Initial opposition to the use of images or icons came from Leo III (a.d. 726), emperor in the east, who insisted that all such artifacts be removed from the churches (he believed their use was a clear violation of the Second Commandment). Their use was defended by Pope Gregory II as well as by the patriarch German of Constantinople (715-29) who distinguished between a profound religious "respect" or "veneration" (proskunesis) of an icon, which is permissible, and true "worship" (latreia) which is due unto God alone. Leo's son, Constantine V (741-75) brutally enforced his father's policy, resorting to torture and public humiliation of those who supported the use of icons.

John of Damascus, the last father of the Eastern church (675-749), also defended the use of icons, arguing that since God had made himself visible via the incarnation, it was his purpose to reveal himself through tangible, visible images, especially for the benefit of the uneducated. He wrote: "When we venerate icons, we do not offer veneration to matter, but by means of the icon, we venerate the person depicted."

Under the leadership of the Empress Irene (780-802), the Second Council of Nicea in 787 (also known as the Seventh Ecumenical Council) approved the honor and veneration of icons but insisted that adoration or worship (latreia) was reserved for God only. Unfortunately, when the results of this council were translated into Latin so that they might be communicated to the church in the West, the word adoratio (adoration) was used to render proskunesis (veneration). Since Charlemagne equated adoratio with true worship, he rejected the decrees of Nicea thereby adding to the rift between East and West.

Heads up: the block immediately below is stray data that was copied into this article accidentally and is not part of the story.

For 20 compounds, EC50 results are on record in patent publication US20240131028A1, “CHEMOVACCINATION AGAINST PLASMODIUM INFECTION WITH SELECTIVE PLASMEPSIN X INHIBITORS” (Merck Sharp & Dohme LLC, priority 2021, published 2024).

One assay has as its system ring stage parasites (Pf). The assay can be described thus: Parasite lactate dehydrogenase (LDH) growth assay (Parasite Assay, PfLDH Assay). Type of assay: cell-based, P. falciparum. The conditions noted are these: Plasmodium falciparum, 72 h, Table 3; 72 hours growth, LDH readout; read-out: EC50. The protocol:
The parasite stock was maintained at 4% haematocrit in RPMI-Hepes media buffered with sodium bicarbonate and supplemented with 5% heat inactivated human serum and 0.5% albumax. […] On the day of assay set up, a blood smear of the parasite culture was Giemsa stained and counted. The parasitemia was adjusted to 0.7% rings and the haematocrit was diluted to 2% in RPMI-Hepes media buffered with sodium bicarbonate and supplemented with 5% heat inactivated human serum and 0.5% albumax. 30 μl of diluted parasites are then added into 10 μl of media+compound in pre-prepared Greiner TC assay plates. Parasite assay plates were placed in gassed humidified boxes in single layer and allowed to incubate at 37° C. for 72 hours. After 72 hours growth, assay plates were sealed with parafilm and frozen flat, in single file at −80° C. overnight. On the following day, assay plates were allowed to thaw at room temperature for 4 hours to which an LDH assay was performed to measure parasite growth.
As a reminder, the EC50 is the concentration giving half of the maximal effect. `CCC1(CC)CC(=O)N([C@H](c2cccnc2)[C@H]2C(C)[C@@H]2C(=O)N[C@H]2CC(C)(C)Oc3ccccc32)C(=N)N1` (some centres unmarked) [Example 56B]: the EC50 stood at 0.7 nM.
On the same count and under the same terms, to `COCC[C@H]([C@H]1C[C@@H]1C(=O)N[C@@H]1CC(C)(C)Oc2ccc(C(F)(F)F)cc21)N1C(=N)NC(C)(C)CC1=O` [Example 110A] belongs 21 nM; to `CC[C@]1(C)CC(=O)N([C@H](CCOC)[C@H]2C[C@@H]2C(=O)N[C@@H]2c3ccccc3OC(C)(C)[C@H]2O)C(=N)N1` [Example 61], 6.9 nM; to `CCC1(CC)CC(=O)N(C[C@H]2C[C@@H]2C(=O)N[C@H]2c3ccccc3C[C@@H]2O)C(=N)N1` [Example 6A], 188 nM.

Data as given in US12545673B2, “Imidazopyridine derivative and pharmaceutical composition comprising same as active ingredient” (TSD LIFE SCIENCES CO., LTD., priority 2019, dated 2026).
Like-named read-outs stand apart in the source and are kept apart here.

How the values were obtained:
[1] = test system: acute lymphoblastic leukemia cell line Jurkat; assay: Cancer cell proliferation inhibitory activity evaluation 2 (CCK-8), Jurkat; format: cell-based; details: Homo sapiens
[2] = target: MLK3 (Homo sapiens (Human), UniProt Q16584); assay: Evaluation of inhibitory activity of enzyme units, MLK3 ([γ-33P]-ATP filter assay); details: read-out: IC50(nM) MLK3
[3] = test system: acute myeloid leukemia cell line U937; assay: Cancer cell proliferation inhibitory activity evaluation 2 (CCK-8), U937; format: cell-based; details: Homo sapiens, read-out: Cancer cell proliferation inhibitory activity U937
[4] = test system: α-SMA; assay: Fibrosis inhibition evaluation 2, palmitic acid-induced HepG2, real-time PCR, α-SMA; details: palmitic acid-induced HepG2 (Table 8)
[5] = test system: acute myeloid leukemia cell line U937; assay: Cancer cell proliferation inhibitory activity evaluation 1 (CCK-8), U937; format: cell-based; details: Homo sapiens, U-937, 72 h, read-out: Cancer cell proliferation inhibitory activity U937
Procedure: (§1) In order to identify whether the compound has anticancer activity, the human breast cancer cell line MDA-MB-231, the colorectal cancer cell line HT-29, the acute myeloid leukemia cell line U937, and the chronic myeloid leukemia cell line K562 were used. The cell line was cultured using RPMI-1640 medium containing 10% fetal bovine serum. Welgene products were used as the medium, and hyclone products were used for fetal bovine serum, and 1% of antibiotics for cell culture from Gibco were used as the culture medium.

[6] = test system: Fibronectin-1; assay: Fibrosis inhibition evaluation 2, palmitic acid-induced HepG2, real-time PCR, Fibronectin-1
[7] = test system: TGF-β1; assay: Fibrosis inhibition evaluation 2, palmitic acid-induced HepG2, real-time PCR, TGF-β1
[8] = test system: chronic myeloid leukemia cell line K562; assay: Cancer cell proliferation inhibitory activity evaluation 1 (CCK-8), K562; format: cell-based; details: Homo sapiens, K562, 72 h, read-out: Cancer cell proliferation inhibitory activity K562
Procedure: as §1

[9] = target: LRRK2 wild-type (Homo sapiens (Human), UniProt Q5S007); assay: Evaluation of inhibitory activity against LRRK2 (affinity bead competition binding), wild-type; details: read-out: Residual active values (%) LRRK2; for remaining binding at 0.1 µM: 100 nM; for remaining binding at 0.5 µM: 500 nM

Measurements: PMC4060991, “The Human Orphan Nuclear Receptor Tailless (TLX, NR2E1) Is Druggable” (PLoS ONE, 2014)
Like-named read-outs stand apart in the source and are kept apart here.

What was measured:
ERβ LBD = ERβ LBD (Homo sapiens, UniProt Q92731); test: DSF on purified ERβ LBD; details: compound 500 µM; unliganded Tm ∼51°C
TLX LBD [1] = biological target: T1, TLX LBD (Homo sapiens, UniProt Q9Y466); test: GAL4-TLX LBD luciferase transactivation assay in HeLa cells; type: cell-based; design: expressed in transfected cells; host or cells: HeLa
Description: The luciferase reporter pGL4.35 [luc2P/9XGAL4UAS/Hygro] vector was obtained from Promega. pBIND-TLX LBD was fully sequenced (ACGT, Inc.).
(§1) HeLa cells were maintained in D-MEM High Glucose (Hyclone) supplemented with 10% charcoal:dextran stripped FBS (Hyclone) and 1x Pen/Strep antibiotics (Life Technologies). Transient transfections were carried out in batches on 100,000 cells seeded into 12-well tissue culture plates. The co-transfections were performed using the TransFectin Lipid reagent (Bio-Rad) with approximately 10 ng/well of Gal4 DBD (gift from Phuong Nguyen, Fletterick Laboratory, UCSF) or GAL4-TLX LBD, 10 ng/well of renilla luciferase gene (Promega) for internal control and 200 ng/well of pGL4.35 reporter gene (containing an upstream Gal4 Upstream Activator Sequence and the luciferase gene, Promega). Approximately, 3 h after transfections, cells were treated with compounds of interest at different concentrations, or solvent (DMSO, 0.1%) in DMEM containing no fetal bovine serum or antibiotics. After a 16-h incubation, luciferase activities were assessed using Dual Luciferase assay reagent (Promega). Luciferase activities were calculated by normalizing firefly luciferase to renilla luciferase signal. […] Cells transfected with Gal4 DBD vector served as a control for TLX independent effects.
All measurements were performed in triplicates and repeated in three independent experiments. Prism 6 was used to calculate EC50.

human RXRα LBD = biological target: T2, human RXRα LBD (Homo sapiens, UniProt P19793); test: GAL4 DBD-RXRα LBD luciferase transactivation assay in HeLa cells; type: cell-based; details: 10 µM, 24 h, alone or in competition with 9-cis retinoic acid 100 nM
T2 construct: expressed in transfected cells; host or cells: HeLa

The Catholic use of images is another instance of the incarnational principle at work.

"The sacred image, the liturgical icon, principally represents Christ. It cannot represent the invisible and incomprehensible God, but the incarnation of the Son of God has ushered in a new 'economy' of images" (CC, 1159).

"Christian iconography expresses in images the same Gospel message that Scripture communicates by words. Image and word illuminate each other" (CC, 1160).

"Basing itself on the mystery of the incarnate Word, the seventh ecumenical council at Nicaea (787) justified against the iconoclasts the veneration of icons of Christ, but also of the Mother of God, the angels, and all the saints" (CC, 2131).

"The Christian veneration of images is not contrary to the first commandment which proscribes idols.... The honor paid to images is a respectful veneration, not the adoration due to God alone" (CC, 2132).


Relics are the remains of saints: bones, hair, ashes, clothing, and other articles associated with their earthly life and ministry. Many believe that the grace of God operative in such saints remains in their bodies and such artifacts subsequent to death. Veneration of relics has often been a means for gaining an indulgence either for oneself or for the dead.

Cf. 2 Kings 13:21; Mark 5:25-34; Acts 19:11-12.

Saints and Prayers to/for the Dead